They have stats for each batter for balls hit "As L to R", meaning how many balls the batter hit as a Lefty to Right Field and what happened on those balls. So Joe Mauer went to Left Field on 160 plate appearances, went to Center Field on 152 PAs, and went to Right Field on 153. Very even. But more importantly, he had his best stats went he went to Left Field (his opposite field), when the vast majority of hitters suck going opposite field and are far better pulling the ball.

It's easily the best part of their site, but, as you mentioned, a lot of the best use of this data is in aggregation and they don't offer that. You need to have the actual Play-by-Play and reconstruct what they have to get the aggregate info and "type every number in for each individual player." And their play-by-play data comes from BIS, I think. Which costs $$$
Chris Young grounded out to 2nd a total of 1 time at home last year and matched that with 1 single to right field according to It seems like the way the players allow themselves to be defended is at least as important as quality of contact.
If I understand correctly, for batters:
A high line drive rate is better than
a high ground ball rate, which is better than
a high fly ball rate, which is better than
a high pop-up rate.

However, as SIERA shows, "run prevention improves as groundball rate increases".

For groundballs to be beneficial to both the hitter and the pitcher feels like a paradox. Is there an easy way out of that?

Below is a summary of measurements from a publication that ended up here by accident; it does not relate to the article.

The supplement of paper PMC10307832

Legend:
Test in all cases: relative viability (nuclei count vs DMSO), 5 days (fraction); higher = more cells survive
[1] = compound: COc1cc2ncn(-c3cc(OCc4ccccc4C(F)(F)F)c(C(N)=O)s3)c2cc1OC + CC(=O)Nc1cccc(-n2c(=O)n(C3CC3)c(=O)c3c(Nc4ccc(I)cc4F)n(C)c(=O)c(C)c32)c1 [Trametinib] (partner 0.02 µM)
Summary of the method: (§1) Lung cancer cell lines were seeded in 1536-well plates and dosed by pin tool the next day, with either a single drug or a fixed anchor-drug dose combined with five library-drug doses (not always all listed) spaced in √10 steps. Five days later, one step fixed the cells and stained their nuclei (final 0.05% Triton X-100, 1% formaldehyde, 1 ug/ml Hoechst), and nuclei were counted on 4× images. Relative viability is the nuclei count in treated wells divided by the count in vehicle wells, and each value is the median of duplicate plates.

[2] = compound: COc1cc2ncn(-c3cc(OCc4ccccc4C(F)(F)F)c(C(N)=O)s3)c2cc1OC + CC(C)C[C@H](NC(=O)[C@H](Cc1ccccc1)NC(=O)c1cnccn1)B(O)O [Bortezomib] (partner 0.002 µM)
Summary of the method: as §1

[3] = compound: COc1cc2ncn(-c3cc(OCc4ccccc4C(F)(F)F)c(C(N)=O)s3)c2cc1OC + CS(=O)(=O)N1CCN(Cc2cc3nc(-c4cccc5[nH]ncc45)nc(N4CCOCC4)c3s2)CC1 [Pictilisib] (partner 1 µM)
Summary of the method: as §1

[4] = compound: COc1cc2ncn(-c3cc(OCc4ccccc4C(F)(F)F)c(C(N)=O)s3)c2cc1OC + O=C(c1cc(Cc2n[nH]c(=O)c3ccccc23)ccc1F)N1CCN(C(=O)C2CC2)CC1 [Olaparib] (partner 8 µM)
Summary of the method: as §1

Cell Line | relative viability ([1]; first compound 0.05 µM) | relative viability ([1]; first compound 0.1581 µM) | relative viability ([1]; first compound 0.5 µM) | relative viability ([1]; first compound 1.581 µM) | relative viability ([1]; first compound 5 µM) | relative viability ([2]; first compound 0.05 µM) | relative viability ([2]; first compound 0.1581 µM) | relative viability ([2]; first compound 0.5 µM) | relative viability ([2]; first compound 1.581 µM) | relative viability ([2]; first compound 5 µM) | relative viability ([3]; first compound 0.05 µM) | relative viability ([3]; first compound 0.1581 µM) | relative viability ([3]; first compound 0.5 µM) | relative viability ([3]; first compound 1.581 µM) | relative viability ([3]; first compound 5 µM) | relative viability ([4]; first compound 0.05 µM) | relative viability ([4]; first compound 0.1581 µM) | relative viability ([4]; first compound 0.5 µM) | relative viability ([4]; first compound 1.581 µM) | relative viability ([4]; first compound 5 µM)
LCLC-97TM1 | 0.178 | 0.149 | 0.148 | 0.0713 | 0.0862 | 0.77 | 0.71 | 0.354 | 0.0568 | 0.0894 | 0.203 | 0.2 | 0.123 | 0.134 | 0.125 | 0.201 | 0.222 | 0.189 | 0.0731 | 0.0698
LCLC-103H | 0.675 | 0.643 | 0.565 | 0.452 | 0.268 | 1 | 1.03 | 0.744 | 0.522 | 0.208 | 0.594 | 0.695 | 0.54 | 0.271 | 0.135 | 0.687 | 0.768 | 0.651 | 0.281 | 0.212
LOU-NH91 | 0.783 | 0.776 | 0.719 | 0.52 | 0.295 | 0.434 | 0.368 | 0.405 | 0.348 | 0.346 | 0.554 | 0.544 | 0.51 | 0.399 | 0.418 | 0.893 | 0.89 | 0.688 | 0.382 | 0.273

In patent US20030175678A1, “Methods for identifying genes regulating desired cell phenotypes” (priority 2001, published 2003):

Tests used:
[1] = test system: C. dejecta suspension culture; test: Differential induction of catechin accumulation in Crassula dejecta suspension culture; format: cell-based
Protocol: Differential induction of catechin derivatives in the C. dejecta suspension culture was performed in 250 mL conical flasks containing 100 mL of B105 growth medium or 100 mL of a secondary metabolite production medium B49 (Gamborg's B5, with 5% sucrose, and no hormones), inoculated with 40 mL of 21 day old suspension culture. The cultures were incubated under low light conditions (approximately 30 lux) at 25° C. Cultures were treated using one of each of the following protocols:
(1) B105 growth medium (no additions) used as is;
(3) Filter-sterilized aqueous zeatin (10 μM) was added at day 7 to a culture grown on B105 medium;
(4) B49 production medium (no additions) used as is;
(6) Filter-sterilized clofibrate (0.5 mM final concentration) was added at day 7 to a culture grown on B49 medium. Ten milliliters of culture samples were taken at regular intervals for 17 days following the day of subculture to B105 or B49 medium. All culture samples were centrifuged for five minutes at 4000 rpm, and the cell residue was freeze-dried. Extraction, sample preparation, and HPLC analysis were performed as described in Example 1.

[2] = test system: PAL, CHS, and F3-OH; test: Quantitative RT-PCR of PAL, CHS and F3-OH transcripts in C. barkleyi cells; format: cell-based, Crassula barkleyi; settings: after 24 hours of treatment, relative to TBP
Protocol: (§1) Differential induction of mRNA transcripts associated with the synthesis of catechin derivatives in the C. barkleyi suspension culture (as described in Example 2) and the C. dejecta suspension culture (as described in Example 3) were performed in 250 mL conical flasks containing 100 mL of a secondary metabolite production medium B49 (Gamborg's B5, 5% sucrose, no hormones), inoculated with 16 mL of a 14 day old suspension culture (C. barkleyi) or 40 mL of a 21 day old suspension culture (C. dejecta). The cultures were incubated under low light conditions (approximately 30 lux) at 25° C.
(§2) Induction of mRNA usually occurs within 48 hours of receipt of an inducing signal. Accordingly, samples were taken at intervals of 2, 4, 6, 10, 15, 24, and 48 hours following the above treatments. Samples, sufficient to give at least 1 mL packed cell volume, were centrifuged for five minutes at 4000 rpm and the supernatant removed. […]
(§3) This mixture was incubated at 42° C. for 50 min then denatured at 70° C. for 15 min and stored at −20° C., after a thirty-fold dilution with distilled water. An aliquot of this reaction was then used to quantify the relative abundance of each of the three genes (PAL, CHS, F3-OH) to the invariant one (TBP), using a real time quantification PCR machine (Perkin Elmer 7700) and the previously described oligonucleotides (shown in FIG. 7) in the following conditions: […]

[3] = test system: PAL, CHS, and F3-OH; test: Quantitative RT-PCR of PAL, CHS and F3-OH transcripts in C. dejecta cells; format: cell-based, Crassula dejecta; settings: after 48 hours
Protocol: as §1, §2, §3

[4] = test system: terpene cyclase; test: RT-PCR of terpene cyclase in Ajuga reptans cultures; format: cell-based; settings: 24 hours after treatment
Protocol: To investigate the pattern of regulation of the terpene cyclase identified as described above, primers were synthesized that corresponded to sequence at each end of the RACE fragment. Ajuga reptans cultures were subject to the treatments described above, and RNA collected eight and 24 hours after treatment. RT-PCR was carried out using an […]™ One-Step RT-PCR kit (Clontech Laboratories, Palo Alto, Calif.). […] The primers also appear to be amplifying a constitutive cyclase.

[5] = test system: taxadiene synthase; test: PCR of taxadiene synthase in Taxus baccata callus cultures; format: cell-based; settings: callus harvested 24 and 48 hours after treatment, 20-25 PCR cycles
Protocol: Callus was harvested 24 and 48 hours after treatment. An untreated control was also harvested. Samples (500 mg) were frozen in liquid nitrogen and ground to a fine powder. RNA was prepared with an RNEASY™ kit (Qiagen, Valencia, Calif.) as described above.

Thanks for the question. There are several reasons for this. The primary reason is that ground ball hitters are good at BABIP, but not an EqA or any other measure of overall offense. Take Juan Pierre. He's a below average hitter with above average BABIP. The reason is largely related to ground ball rates. Another large factor is pitchers do not control their rate of home runs per outfield fly ball. So pitchers who allow more fly balls naturally allow more home runs. However, not all hitters that have high fly ball rates are going to have high home run rates, because there are huge difference in the rate of home runs per fly ball for hitters.

My article last week on SIERA and BABIP actually showed that pitchers who allow more fly balls have lower BABIPs, which is partly why the "cost" of a fly ball isn't as high for a metric like SIERA as it is for other metrics that are based on run estimation of individual outcomes. Since pitchers who allow more fly balls also allow more home runs, a fly ball is a bad thing for run prevention in both metrics, but it's not as bad because SIERA implicitly assumes that their BABIPs also go down a little.

I guess the real difference is home runs. BABIP is part of hitter skill, but certainly not all.
Way to go Matt, keep up the great work.
Not all hits are created equal. Ground balls may be more likely to resolve in a player reaching base than fly balls, but they are also a lot more likely to result in double plays and singles, whereas fly balls produce single outs and extra-base hits.

Look at it this way: Assuming that by knowing BABIP we consequently know OBP for each batted ball type (no one walks on a batted ball).